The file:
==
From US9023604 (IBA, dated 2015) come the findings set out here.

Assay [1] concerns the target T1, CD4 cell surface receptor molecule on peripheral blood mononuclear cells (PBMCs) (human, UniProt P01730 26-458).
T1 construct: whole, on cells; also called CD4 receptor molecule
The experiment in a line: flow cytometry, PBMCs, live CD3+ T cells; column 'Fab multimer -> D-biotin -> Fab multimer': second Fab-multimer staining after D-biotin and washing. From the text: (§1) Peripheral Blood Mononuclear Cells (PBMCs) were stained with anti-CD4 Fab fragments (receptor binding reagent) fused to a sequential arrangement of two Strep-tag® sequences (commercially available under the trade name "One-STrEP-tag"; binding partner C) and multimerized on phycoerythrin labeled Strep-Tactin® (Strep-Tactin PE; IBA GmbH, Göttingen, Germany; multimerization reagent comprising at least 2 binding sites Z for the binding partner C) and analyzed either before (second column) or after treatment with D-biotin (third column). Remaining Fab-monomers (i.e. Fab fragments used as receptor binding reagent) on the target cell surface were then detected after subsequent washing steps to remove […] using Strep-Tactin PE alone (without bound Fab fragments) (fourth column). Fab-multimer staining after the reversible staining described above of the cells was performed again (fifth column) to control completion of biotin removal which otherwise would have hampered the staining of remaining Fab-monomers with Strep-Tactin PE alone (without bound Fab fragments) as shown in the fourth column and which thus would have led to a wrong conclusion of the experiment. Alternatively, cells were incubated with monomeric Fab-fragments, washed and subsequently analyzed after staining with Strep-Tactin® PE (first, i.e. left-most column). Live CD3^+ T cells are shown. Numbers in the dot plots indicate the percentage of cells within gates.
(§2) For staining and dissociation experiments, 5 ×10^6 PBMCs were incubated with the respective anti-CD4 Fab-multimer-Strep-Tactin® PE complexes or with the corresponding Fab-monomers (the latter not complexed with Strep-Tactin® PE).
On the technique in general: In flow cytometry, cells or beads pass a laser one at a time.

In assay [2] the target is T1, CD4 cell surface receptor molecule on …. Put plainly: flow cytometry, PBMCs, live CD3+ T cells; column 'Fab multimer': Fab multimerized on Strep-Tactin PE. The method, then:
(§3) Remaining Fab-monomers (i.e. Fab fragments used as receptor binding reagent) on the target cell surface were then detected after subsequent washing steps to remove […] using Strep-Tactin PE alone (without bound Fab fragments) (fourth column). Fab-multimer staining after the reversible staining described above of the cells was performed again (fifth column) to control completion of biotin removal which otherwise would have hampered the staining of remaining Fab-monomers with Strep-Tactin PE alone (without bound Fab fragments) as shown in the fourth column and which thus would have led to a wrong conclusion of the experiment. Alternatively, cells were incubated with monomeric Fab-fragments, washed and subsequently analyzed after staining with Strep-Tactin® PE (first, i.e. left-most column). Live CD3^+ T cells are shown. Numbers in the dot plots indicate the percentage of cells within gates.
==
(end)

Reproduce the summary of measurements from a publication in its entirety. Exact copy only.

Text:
From US9023604 (IBA, dated 2015) come the findings set out here.

Assay [1] concerns the target T1, CD4 cell surface receptor molecule on peripheral blood mononuclear cells (PBMCs) (human, UniProt P01730 26-458).
T1 construct: whole, on cells; also called CD4 receptor molecule
The experiment in a line: flow cytometry, PBMCs, live CD3+ T cells; column 'Fab multimer -> D-biotin -> Fab multimer': second Fab-multimer staining after D-biotin and washing. From the text: (§1) Peripheral Blood Mononuclear Cells (PBMCs) were stained with anti-CD4 Fab fragments (receptor binding reagent) fused to a sequential arrangement of two Strep-tag® sequences (commercially available under the trade name "One-STrEP-tag"; binding partner C) and multimerized on phycoerythrin labeled Strep-Tactin® (Strep-Tactin PE; IBA GmbH, Göttingen, Germany; multimerization reagent comprising at least 2 binding sites Z for the binding partner C) and analyzed either before (second column) or after treatment with D-biotin (third column). Remaining Fab-monomers (i.e. Fab fragments used as receptor binding reagent) on the target cell surface were then detected after subsequent washing steps to remove […] using Strep-Tactin PE alone (without bound Fab fragments) (fourth column). Fab-multimer staining after the reversible staining described above of the cells was performed again (fifth column) to control completion of biotin removal which otherwise would have hampered the staining of remaining Fab-monomers with Strep-Tactin PE alone (without bound Fab fragments) as shown in the fourth column and which thus would have led to a wrong conclusion of the experiment. Alternatively, cells were incubated with monomeric Fab-fragments, washed and subsequently analyzed after staining with Strep-Tactin® PE (first, i.e. left-most column). Live CD3^+ T cells are shown. Numbers in the dot plots indicate the percentage of cells within gates.
(§2) For staining and dissociation experiments, 5 ×10^6 PBMCs were incubated with the respective anti-CD4 Fab-multimer-Strep-Tactin® PE complexes or with the corresponding Fab-monomers (the latter not complexed with Strep-Tactin® PE).
On the technique in general: In flow cytometry, cells or beads pass a laser one at a time.

In assay [2] the target is T1, CD4 cell surface receptor molecule on …. Put plainly: flow cytometry, PBMCs, live CD3+ T cells; column 'Fab multimer': Fab multimerized on Strep-Tactin PE. The method, then:
(§3) Remaining Fab-monomers (i.e. Fab fragments used as receptor binding reagent) on the target cell surface were then detected after subsequent washing steps to remove […] using Strep-Tactin PE alone (without bound Fab fragments) (fourth column). Fab-multimer staining after the reversible staining described above of the cells was performed again (fifth column) to control completion of biotin removal which otherwise would have hampered the staining of remaining Fab-monomers with Strep-Tactin PE alone (without bound Fab fragments) as shown in the fourth column and which thus would have led to a wrong conclusion of the experiment. Alternatively, cells were incubated with monomeric Fab-fragments, washed and subsequently analyzed after staining with Strep-Tactin® PE (first, i.e. left-most column). Live CD3^+ T cells are shown. Numbers in the dot plots indicate the percentage of cells within gates.